The Last Bohemians is an independent all female audio series that meets female firebrands, rebellious outsiders and controversial mavericks from significant eras in culture and the arts. From subversive musicians and rock’n’roll groupies to groundbreaking artists and game-changing style icons, these are women who have lived life on the edge and still refuse to play by the rules. This vivid new series showcases their stories at a time when older creative women are still underrepresented in the media at large.
Journalist and presenter Kate Hutchinson and photographer Laura Kelly met in Havana, Cuba, four years ago and conceived the series in 2017, enlisting an exceptional team of producers to take on an episode each. Every episode is produced by a brilliant woman and is shot and interviewed by two brilliant friends.
I spoke to Kate to find out more.
Why did you start the podcast series?
I started The Last Bohemians because I wanted to hear a series where maverick women who have lived interesting, radical lives tell their stories. And I’d hoped that they’d deliver a bit of give-a-fuck inspiration to women, especially younger women and those who have, like I did at one point, felt anxious, unsure of themselves, or are constantly measuring themselves against others thanks to social media. My interviewees have the attitude and outlook on life that I wish I had more of, basically.
I also really wanted to properly meet and talk to Molly Parkin, who was someone I encountered almost a decade ago, over email, when I stumbled across her erotic poetry and asked her whether I could read some at a literary event I’d been invited to. She’s had the most fabulous life: breathlessly decadent and debauched but also bittersweet, outliving, as she says, most of her lovers. Although these days she prefers to make love to herself, which is brilliant and I hope to be doing at the age of 87, too.
Podcasts are so popular these days – why is that?
Because we’re all narcissists that want to be heard! Erm, no. I think one reason is because they’re a way of community building at a time when the internet can make everything so insular – you can pretty much find a podcast for every hobby or niche, whether it’s a TV show or bread-making, and if they’re episodic podcasts, they are reassuringly constant. They can help people to feel part of something.
There’s also something to be said for relatability – there’s been a huge upsurge in the popularity of the Two Girls/Guys Chatting type of podcast because they’re either funny or because we secretly want to be them. News, current affairs and ‘ooh, look at this fact’-based podcasts are a convenient way of keeping up-to-date when you’re on the move. They offer choice whereas traditional radio can sometimes feel repetitive and you’re at the mercy of the same presenters every time.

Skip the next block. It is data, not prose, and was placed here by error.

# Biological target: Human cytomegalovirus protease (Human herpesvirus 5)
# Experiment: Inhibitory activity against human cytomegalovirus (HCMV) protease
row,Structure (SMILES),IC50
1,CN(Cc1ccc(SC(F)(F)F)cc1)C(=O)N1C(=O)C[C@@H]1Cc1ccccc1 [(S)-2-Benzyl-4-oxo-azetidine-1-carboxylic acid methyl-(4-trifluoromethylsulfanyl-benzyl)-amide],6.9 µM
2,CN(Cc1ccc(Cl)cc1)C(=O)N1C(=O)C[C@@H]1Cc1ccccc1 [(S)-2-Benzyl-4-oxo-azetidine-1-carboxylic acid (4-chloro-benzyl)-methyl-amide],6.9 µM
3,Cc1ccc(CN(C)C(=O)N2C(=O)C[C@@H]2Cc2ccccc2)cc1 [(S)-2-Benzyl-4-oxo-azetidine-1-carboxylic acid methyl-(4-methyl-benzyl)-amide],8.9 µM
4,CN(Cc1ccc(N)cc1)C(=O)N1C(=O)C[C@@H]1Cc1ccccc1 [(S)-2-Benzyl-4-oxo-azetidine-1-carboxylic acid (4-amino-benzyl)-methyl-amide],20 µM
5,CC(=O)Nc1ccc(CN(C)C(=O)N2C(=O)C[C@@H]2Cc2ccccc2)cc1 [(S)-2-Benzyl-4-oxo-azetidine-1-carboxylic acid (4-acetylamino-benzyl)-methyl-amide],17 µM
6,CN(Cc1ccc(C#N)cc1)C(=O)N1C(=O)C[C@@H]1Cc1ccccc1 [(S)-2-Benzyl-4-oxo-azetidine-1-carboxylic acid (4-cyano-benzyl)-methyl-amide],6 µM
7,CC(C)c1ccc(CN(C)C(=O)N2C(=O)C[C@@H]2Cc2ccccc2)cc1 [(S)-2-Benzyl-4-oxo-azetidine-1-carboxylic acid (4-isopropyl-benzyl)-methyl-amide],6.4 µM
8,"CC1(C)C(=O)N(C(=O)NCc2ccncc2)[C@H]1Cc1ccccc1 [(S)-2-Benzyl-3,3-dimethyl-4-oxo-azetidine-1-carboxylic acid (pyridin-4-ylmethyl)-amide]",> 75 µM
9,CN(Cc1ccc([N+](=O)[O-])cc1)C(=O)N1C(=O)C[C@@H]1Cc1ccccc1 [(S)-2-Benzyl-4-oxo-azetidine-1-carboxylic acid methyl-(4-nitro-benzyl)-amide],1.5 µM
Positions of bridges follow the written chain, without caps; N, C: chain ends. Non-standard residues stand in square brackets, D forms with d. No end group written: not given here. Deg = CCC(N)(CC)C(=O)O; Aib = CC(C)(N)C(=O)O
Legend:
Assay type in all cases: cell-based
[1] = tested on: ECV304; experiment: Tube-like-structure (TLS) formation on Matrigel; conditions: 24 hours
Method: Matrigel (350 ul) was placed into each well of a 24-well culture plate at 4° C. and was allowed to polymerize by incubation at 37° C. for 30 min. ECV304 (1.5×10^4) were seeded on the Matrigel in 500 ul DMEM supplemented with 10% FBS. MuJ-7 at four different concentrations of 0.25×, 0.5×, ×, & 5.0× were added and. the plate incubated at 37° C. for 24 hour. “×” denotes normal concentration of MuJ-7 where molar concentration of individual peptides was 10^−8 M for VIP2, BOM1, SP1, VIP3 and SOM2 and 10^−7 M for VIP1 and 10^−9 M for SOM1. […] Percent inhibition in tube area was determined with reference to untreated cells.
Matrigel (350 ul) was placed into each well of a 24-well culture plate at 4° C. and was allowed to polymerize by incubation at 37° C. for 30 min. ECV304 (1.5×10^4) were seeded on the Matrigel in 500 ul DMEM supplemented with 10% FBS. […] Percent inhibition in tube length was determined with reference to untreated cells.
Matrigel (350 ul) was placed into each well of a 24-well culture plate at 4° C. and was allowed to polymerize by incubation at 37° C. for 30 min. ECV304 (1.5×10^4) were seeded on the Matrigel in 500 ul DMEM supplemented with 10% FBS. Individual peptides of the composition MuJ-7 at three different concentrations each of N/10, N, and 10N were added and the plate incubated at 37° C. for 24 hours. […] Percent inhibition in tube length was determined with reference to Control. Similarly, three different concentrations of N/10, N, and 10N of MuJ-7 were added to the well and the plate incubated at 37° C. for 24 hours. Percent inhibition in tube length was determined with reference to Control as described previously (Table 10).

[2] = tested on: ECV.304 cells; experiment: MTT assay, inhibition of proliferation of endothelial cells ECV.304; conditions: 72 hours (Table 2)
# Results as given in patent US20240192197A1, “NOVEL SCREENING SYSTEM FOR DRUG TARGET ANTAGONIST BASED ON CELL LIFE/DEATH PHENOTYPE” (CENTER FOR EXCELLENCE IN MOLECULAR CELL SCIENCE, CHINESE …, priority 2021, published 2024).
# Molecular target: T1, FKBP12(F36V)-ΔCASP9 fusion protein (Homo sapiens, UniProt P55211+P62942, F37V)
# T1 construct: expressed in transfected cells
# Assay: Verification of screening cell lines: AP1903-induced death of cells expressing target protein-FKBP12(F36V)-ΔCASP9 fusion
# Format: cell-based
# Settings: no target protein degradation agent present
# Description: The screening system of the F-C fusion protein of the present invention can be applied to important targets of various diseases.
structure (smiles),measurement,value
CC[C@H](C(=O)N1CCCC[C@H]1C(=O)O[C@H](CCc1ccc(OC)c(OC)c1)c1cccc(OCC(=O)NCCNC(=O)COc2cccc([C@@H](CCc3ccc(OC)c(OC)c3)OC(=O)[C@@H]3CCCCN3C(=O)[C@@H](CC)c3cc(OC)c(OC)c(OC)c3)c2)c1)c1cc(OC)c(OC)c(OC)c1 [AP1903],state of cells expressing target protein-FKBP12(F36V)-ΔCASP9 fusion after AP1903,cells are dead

Why is it important to share stories of inspirational women?
Older women, in particular, are so often neglected when it comes to covering art and culture – but they shouldn’t be. I find that most of the books I read are by women, certainly all of the memoirs, and they make better historians because they’re – not always but often – more perceptive and observant than men. And so, while I’m not the most well-listened podcast person there is, I felt that I wasn’t really hearing those sorts of voices in an audio series. You get plenty of radio series and TV shows where old men give their insight into significant eras in history but women’s voices are, a lot of the time, eradicated or relegated to the background. Where’s the interview, for example, with someone like Bianca Jagger, where she is asked about the effect that disco music had on her and why Studio54 was so vital? All you hear mentioned is that white horse.
How did you choose your guests?
Molly was a given, of course. I’d heard Bonnie do a talk with my friend Deborah Coughlin at a Tate Late and we immediately thought she’d be brilliant – again, talking about things like 1970s New York, something she is rarely asked to explore. I’ve always been fascinated by Pauline Black and when I saw that her memoir was being repressed, I leapt at the chance to interview her.
Pamela Des Barres is, again, someone I’ve long wanted to meet, and when I read a piece in the Guardian about groupiedom and the #MeToo movement, I thought it would be a great angle to explore with her. It just so happens that at one point she was in the UK to promote a new version of her book I’m With The Band. Cosey Fanni Tutti just embodies everything the podcast is about: a strong, attitudinal woman in her sixties who is still making forward-thinking music. She is unique in that she is always looking to the future, never back.
And Amanda Feilding – I’d found the picture of her in this gorgeous turban with her pet bird on her shoulder, read about her trepanning herself in the 1970, and thought she sounded fantastic. I’m fascinated by her research and the potential of psychedelic experience, though I’ve never gone there myself. Plus she is descended from royalty, lives in this picturesque tumbling country house and is, I think, one of the very last few true British bohemians or what you might call eccentrics who is still alive and still cracking on in the UK today. Each woman brought something completely different to the table and had a contrasting outlook on life but were bound by one important thing: they are unapologetically badass.